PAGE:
linseed oil. The most common additions were chalk and egg. This same

group of conservators and scientists, writing in the Rembrandt
volume of their superb Art in the Making series, makes the same case

with more paintings in more detail. This conclusion proved so
controversial with Rembrandt scholars that in the updated edition of

the book in 2006, the authors go out of their way to point out that
they can and do find resin, it's just not in Rembrandt's paintings.
The same has been true of Van Eyck research: the medium was linseed
oil. The same has been true of Vermeer research, linseed oil with
protein, probably egg, possibly a hide size like rabbit skin glue.
Reading all this for the first time, I found myself also
feeling challenged. I had spent almost six years navigating the
labyrinth of older sources and materials. Having figured out how to
make amber varnish, copal varnish, sandarac varnish, and all kinds
of egg emulsion mediums with them, having worked with Roberson's
medium and done a few studies in the mastic gel mediums, I was
attached to what I had learned. Was it all wrong? More cogently, was

it all totally unnecessary? A few uncomfortable weeks after reading
the Rembrandt book in the Art in the Making series, I decided I had
to give the other side of the coin a fair trial. It was time to try
green eggs and ham.
So, beginning in early in 2007, I worked on two things: how
to make a successful all oil medium with the few traditional
additives, and how to refine linseed oil so that it dry quickly and
not yellow. At this point, in 2008, I'm in the process of putting
those two lines of inquiry together.
I decided to take on linseed oil separately because, like
many modern painters, I had become very suspicious of modern
"alkali-refined" linseed oil, which is sometimes seen oozing from
the corners of a paint tube in all it's dark orange glory. Not
exactly an Old Master product. So all my working experience was with

walnut oil: the oil of Leonardo, Raphael and Perugino. Not as fast
to dry, not as strong a paint film, but less yellowing.
The first time I worked with an oil and marble dust putty in
a painting I realized that it was all possible. After six years in
the labyrinth of older painting technique, a large, economy size
Philip Guston light bulb went on over my head. Eureka, this is it.
Many mixtures, a year of trial and error later followed: once again,

simplicity proved inherently complex. What follows is a description
of this technology in action. It flies, quacks, swims, has feathers,

webbed feet and a bill. Is it, then, a duck? This is thankfully not
for the uneducated craftsman to say. Hopefully, in the best 17th
Century tradition, you will simply let your own experience with the
materials be your guide. This is the essence of Rembrandt's advice
to Van Hoogstraten: the authentic craft develops naturally from
one's own experience. So, it seems reasonable to suggest that the
search should not be for the lost secrets, but for one's own
practice. This is in fact easy, you start making things. At first
they might not be perfect, but the information here should provide
you with a running start. And, if you are cut out for this the
learning curve will not be daunting, because you will realize that
you are finally headed in the right direction: towards the living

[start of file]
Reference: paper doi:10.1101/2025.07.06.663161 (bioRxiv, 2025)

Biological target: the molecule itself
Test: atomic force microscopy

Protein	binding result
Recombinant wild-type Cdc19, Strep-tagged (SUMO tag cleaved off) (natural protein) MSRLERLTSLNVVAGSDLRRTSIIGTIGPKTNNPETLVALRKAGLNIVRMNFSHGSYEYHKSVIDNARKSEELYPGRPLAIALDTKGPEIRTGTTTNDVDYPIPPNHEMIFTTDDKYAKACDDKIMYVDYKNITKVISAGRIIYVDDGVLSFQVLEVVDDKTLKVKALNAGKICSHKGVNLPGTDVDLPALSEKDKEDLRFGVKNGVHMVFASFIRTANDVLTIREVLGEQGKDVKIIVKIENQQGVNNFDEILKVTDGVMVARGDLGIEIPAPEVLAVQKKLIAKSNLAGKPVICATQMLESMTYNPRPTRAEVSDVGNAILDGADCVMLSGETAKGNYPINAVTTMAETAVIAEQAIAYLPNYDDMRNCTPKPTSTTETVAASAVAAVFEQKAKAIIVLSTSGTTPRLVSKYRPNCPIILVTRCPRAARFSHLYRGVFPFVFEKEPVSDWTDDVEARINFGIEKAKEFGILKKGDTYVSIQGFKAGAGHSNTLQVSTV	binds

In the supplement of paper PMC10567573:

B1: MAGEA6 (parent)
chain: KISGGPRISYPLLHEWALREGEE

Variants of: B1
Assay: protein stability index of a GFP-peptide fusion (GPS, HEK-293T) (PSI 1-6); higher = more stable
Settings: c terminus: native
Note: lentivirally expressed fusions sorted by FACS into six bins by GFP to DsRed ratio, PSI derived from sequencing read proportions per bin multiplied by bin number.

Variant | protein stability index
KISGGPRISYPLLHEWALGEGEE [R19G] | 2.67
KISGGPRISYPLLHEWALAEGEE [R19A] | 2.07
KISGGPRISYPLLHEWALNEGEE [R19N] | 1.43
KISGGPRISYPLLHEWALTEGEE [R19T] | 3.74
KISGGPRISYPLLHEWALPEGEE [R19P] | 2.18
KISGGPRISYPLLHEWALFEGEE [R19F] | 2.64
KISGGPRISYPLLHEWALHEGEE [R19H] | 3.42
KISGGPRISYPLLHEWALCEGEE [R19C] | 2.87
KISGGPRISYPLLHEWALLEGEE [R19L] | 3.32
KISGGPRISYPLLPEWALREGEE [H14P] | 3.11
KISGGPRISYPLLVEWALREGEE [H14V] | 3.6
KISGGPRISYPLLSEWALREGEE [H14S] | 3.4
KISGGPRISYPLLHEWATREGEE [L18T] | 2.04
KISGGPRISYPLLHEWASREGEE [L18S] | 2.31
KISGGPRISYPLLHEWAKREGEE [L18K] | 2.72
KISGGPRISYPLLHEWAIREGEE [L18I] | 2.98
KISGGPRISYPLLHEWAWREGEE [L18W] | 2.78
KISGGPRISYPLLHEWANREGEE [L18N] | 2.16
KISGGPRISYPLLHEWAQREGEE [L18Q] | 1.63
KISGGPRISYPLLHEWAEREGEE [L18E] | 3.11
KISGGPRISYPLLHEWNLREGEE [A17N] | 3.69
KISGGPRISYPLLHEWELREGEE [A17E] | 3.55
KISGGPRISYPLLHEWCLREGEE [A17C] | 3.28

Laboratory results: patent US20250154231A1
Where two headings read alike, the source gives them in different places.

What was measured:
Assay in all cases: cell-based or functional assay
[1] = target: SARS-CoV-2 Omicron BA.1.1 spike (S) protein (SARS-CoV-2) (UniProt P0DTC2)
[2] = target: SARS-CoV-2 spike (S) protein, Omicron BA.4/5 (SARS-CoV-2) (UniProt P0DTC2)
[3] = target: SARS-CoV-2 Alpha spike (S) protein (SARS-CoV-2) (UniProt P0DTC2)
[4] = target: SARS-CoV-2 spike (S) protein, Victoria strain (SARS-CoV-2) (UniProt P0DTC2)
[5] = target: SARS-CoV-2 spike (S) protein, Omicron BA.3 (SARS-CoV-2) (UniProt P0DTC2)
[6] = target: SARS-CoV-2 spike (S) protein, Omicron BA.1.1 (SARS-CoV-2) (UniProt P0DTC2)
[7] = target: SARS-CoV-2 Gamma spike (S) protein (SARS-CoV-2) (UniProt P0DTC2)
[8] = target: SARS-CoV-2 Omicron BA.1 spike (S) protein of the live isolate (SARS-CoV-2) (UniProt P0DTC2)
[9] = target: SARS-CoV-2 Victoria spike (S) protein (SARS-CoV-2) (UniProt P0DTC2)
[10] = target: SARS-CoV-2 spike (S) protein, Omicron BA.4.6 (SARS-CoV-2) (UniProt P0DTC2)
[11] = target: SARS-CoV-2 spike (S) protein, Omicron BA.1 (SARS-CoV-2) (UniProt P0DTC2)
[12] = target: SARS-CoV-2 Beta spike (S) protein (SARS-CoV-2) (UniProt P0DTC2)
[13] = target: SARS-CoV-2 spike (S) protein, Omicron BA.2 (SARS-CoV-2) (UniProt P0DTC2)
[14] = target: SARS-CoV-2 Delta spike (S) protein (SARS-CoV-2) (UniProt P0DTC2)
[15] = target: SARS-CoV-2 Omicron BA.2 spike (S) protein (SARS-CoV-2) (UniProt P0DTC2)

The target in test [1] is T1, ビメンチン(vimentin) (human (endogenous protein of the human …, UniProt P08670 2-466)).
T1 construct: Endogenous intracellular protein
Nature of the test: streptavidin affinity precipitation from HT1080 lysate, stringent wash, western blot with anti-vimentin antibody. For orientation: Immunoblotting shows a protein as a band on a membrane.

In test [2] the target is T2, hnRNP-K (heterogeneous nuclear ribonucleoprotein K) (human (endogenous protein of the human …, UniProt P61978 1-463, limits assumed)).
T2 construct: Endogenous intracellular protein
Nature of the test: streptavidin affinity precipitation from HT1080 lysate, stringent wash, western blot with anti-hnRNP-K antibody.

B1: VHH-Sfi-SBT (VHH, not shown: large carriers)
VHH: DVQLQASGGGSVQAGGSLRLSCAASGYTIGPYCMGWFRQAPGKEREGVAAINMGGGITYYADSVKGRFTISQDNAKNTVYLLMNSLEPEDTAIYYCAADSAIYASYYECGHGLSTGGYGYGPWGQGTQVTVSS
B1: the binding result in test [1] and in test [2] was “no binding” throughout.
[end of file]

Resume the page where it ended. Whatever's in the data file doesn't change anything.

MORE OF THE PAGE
craft.

medium and system

The ingredients of this medium are simple: an oil or
combination of oils, chalk or marble dust or some combination of
other inert stone powders, a small amount of egg yolk or whole egg.
When working with the medium at first, it's best to keep it simple
so that you can develop a solid understanding of what is doing what.

Putties can be, but do not need to be, complex in order to function
correctly. At first, it is best to make small amounts of a simple
putty on the palette and then mix a specific amount of putty into
each nurdle of paint. My standard amount is one to one, but putty
can be added in any amount. It will lighten the colors, but not in
the manner of white, it's more like adding air or light: Venetian
Red becomes brighter and more orange. Texture can be made wet or
dry, impasto low or high, all controlled on the palette by the
introduction of more oil or more stone dust. It may be logical to
make light colors thicker, dark colors thinner. How much mobility,
how many layers, how much texture, where and when, all can be dialed

in. This is easy to conceive in theory if you've painted a while,
but it does take time to implement in practice.
The use of the putty offers two profound technical advantages.

The first is that it allows the use of commercial tube paint through

the introduction of an element of thixotropy or viscosity or "boing"

that trumps the false "congealed grease" consistency of most tube
paint, the fabled "butteriness" which leads nowhere. The second is
that it allows the painter to dispense with solvent and keep the
brushes horizontally in a tray of oil, as is well documented in Old
Master practice. I use raw walnut oil or safflower oil for this.
Brushes are simply cleaned on a rag before use, clean well if you
use safflower oil: it dries very slowly. Please do not use linseed
oil for this purpose, rags soaked in linseed oil have a long history

of auto-combustion due to the heat released during the
polymerization of the oil.

ingredients

Oil: There are four basic oils I use for putty. First in
volume is Spectrum Naturals Walnut Oil, available in quality grocery

stores or health food markets, about 6 dollars a pint. Second is
Allback Boiled Linseed oil from Sweden, available online here. This
is a traditionally refined organic cold-pressed oil, an unbelievable

product, also about 6 dollars a pint. The third is sun oil, either
linseed or walnut, made the traditional way by exposing a tray of
oil to the sun for a long time in the summer. It needs to be covered

with glass but also breathe. Bugs and debris still get in, you heat
the oil gently and sieve it all out in the end. You can buy Sun Oil,

but it is expensive. You can substitute Stand Oil for this, but sun
oil is better. The last oil is sort of a misnomer, as it is called
Burnt Plate Oil. Only it's not burnt, it's a vacuum bodied linseed
oil used in printmaking to cut the viscosity of the ink. The